Top 10 inventions that are older than you think

The theme of the UK National Science and Engineering week for 2013 was… inventions! And inventing, and inventors and inventresses, and all things associated with making, designed and building new products. We here at science made simple have ergo dedicated this month’s Top Ten blog to inventions which are probably older than you think they are.

 

1.    Boat screws

The giant screws that propel a lot of today’s boats and submarines developed into their modern form through the industrial revolution; however the design evolved out of more ancient technology. The Archimedes Screw was a way for the Greeks to move water around easily, in particular to move it upwards from a starting point.  When this idea is applied to a sideways facing screw in the water, it pushes the water one way and, according to Newton’s third law, pushes the screw (and attached boat) the other way.

The shape of the screw allows objects to be pushed against water, or in this case, water to be pushed uphill. Photo: Ray Jones CC-BY-SA

 

Vending Machine. Photo: Public Domain

2.    Hero’s vending machine

Another one from the Ancient Greeks. Rather than being used to make money from food (spoilage, for one thing, would have been an issue), it was intended to stop freeloaders nicking all the holy water at a temple. The elegant design involved the coin triggering a counterweight that would pull out the stopper on a bottle of holy water, dispensing it to the worshipper. The coin would then fall off into a holding tin, causing the stopper to block the bottle up again.

 

 

 

3.    Hero’s turbine

The earliest steam powered turbine still has its basic principles applied today in power plant dynamos.  A fire would be started underneath a copper container full of water; the heat would boil the water and the resulting steam would shoot out of two vents – causing the container to spin around and around on its hinges.

The Greeks, having invented it, missed a trick by not doing anything useful with all the energy it was producing. It would be centuries before this idea was applied to doing hard graft, first as a way to power water pumps and then to power trains and boats.

4.    Compass

The Chinese were all over this one, having grasped the basic idea of magnetic materials shortly before the BC/AD switchover, and eventually coming around to the idea that having a magnetic needle floating in water would help them navigate at night or in fog.

An ancient chinese compass. Photo: Type CC-BY-SA

5.    Seismometer

Another Chinese invention, this was basically designed as a humanitarian device in royal courts.  A delicately balanced ball in a statue was designed to be dislodged by the tremors of an earthquake.  It would be dislodged in one of four directions, depending on what direction the earthquake emanated from – letting the rulers know which direction to send help.

 

6.  Ballistics, rifling & the Swiss army knife

In the times of pre-history, the Atlatl was a stick which essentially acted as a lever to propel darts faster and further in hunting.  Australian Aborigines used woomeras, which threw full sized spears but could also carry food and sometimes had a blade attached.  The Greeks used a version with a leather strap to propel javelins in battle and the Olympics; the strap also allowed them to add spin for accuracy.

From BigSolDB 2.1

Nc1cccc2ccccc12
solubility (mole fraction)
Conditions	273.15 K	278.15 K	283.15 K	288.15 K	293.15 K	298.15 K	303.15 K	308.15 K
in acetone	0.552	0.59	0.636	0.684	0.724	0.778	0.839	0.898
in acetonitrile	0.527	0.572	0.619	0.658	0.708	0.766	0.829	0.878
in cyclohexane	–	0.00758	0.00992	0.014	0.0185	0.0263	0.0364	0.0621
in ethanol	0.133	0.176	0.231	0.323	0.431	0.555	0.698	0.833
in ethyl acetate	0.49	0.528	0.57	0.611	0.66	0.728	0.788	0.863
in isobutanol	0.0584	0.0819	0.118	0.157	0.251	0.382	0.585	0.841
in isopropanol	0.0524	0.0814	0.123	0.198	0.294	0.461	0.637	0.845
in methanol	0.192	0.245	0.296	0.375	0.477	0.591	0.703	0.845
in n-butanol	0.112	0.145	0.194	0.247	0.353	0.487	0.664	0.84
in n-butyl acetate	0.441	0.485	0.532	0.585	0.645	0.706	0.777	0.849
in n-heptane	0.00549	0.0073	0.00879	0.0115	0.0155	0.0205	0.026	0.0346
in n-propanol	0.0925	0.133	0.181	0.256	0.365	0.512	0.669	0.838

Here’s a video of a woomera being used to throw a spear.

 

7.    Flamethrower

Greek Fire. Photo: Unknown, Public Domain

The Byzantines lucked out when a Syrian refugee gave them the recipe for Greek Fire, a destructive combustible fluid which burned even on water.  They put it to use as a naval and siege weapon, heating it up and then using pumps attached to a siphon to spray it at enemy ships.  It helped the empire survive Arab invasions during the 7th & 8th centuries. However, the formulation for it is not known.

 

 

8.    Odometer

The foundation of accurate measurement between cities, this Greek invention functioned like a complicated trundle-wheel.  It was figured out that 4 foot chariot wheels would turn 400 times in a Roman mile.  Every time the wheel turned, a pin would turn a cog on the axle, which would spin a drum filled with pebbles.  Every 400 turns, a pebble would fall out of the drum into a container; counting up the pebbles at the end would give you the distance.  Some ancient Greek measurements between cities have been found to be accurate to within 1% of the modern measured distance.

An ancient chinese horse cart to measure distance. Photo: Unknown, Public Domain

The Chinese also developed their own version independently a century or two later; similar in design, instead of dropping stones, mechanical figures would strike a drum every 500m and strike a gong every 5km.

 

9.    Books (codex)

Wax Tablet. Photo: Andreas Praefcke, Public Domain

The Romans developed the codex, the original bound book in the style we are decreasingly using today.  Prior to this, scrolls had been the go-to way for the written word.  The book came out of wax tablets that were used for taking rough notes – eventually people began to bind these together with a central connector.  This was later supplanted with papyrus, giving a more familiar appearance to the modern paper book.

 

10.    Shower

There was a giant gap in history between the Greek & Roman empires until Victorian times where there was no reliable plumbing in houses, and therefore no showers.  But the Greeks had used their aqueducts to simulate bathing in a waterfall without needing servants to carry water in and pour it over you.  In big, communal shower rooms, water was pumped through lead piping and flowed out of valves onto members of the public.  The Romans later used these in their ubiquitous bath houses.

 

So there you have it – some hidden gems and precursors to our modern life that have reamined partially hidden in history.

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